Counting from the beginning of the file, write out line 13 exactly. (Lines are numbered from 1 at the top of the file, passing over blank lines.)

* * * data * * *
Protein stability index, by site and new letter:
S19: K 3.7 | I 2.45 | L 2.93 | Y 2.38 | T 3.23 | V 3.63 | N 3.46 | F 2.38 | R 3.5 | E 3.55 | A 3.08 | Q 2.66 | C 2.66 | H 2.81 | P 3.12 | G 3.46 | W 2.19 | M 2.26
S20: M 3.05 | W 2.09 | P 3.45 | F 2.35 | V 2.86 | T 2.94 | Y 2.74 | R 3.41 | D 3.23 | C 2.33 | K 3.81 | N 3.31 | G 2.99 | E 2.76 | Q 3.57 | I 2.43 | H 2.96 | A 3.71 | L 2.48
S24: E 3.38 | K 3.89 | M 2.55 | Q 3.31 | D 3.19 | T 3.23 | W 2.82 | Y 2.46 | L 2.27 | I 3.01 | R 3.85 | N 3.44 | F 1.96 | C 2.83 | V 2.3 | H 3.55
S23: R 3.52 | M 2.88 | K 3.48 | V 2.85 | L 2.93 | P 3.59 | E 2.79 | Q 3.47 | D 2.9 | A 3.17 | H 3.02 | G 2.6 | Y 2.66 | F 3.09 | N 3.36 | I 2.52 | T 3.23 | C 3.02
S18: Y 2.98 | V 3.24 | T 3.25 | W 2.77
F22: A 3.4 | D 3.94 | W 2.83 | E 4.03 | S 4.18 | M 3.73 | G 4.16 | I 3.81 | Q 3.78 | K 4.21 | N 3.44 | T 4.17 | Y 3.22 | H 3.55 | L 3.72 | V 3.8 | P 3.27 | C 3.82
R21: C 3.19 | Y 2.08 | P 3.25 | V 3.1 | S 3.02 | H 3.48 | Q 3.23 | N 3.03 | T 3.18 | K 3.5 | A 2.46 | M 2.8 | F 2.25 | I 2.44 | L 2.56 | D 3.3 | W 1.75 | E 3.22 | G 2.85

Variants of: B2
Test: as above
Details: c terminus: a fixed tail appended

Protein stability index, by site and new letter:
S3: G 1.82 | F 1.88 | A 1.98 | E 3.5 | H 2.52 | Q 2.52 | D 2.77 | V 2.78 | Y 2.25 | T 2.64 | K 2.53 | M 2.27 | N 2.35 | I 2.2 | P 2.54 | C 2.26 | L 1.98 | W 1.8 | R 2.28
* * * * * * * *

S3: G 1.82 | F 1.88 | A 1.98 | E 3.5 | H 2.52 | Q 2.52 | D 2.77 | V 2.78 | Y 2.25 | T 2.64 | K 2.53 | M 2.27 | N 2.35 | I 2.2 | P 2.54 | C 2.26 | L 1.98 | W 1.8 | R 2.28